Speaking of trash, they must pay by the pound. We did not really understand this concept as we pay by the month and cubit foot (size of trashcan). We did not use paper napkins or paper towels, instead we used cloth everything. The purchase of fresh fruits, vegetables and meats made it simple to avoid extra packaging, which in turn made less trash. I wonder if maybe the whole world should adopt such a rule.
Made to feel at home
The people of Bandon were very hospitable. Friendly is an understatement. Healthy is a term I would use lightly because although they walk everywhere, eat healthy compared to Americans…they drink and smoke very heavily. The drink of choice is either Guinness dark beer or Irish whiskey.
Red and brunette hair, fair skin and big smiles adorned most faces we met. It was as if we were in another world, literally. Laid back, easy going the people took life one moment at a time. They are hard workers and love their family. We look forward to our next trip back. We want to spend more time with the local people, get to know them and the culture and traditions.
Our little granddaughter grew to recognize our voices and touch even though she was three months premature. Her head would turn when she heard her Uncle Dan enter the room.
Being my first grandchild it was easy to just sit, hold her and talk with her, of course in her language of gurgles and coos. Grandpa fell in love right away and to this day she is his little princess who has him wrapped around her little finger.
One week is not enough for international travel
It was hard trying to experience everything on our five-day visit. The travel to and from took up two days of our vacation making it tough to bond with the baby, visit with our daughter and her husband then squeeze in a tour of southern Ireland.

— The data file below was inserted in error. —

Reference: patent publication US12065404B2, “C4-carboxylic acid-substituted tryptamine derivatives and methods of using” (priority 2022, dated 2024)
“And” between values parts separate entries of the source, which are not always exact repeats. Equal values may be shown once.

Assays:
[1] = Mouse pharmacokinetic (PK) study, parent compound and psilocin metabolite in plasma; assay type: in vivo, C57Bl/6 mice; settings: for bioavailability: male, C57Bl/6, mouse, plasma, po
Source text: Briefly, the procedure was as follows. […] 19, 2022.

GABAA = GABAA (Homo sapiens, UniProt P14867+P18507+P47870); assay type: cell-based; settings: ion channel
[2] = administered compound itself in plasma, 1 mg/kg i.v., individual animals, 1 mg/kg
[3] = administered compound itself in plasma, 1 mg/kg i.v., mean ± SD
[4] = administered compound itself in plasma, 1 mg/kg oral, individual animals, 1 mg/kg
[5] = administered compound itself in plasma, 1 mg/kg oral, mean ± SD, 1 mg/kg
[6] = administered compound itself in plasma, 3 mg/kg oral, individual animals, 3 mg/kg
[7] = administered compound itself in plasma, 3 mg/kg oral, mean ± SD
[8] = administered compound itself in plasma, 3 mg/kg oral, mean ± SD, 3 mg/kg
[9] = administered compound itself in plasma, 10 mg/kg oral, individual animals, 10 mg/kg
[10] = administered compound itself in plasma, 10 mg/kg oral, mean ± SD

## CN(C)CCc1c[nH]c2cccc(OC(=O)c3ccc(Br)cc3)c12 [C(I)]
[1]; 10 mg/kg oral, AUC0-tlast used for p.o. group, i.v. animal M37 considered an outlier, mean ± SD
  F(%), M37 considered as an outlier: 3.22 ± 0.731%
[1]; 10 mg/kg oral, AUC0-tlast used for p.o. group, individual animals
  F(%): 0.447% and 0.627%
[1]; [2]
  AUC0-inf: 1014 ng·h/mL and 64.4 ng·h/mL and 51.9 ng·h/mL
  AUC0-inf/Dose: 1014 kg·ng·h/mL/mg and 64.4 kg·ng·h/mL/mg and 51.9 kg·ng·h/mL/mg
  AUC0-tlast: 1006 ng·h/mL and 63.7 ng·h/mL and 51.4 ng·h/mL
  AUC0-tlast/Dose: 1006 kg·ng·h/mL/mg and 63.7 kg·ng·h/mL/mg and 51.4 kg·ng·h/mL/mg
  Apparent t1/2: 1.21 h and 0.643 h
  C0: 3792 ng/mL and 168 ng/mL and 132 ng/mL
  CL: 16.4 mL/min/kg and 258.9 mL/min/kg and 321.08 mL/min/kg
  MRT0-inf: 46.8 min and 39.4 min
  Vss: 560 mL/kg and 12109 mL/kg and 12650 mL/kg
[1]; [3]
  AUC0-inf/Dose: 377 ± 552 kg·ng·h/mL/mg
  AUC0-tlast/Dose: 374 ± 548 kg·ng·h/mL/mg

If we had to do it over again, we would have done whatever we could to have extended the trip to two weeks. What I realized later about my negative thoughts about those dank, dark castles was I was angry that I was not in a financial position to visit our most precious gift…our granddaughter.
The thoughts and opinions of my parents, in-laws and extended family had permeated my life. I thought that because they could not or did not travel afar it was not okay for me to desire to do so. Thankfully, I came to my senses and appreciated every single moment we had to spend in that gorgeous country and with our loving family.
We would learn when we returned home to our auto transport business that being mobile is important when your family lives far away. Opening our minds to serve a customer when they want to ship a car helped us to expand our thinking when it came to international travel, too.
Next week we will take a tour of our trip to the castles, manors and quaint townships of the local area. There is so much to tell and so little space to tell it. Stay tuned for the whirlwind tour of a lifetime and a peek into the past times of kings, knights and fair maidens of Ireland.
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Carla J Gardiner